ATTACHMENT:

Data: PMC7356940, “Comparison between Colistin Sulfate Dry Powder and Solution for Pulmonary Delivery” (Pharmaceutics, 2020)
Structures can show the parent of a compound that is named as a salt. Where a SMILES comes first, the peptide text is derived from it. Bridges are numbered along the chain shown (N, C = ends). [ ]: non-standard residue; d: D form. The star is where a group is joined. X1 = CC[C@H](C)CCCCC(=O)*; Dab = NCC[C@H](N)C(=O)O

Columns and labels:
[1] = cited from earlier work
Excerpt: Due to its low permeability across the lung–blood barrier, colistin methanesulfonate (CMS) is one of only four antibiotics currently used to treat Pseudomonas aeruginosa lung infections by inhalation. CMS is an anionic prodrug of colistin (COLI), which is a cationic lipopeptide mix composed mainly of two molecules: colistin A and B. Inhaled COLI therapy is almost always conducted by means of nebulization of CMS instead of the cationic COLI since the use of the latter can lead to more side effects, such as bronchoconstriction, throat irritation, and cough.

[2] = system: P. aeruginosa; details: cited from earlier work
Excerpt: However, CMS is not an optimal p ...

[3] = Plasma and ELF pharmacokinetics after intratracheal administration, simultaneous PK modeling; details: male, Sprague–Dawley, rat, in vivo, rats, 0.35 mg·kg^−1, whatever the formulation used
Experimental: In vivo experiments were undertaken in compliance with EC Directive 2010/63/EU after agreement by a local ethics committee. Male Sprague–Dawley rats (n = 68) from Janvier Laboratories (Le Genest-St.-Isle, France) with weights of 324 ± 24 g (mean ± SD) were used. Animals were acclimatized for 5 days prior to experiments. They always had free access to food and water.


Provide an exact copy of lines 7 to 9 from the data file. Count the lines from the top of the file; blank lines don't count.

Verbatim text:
Excerpt: However, CMS is not an optimal p ...

[3] = Plasma and ELF pharmacokinetics after intratracheal administration, simultaneous PK modeling; details: male, Sprague–Dawley, rat, in vivo, rats, 0.35 mg·kg^−1, whatever the formulation used
Experimental: In vivo experiments were undertaken in compliance with EC Directive 2010/63/EU after agreement by a local ethics committee. Male Sprague–Dawley rats (n = 68) from Janvier Laboratories (Le Genest-St.-Isle, France) with weights of 324 ± 24 g (mean ± SD) were used. Animals were acclimatized for 5 days prior to experiments. They always had free access to food and water.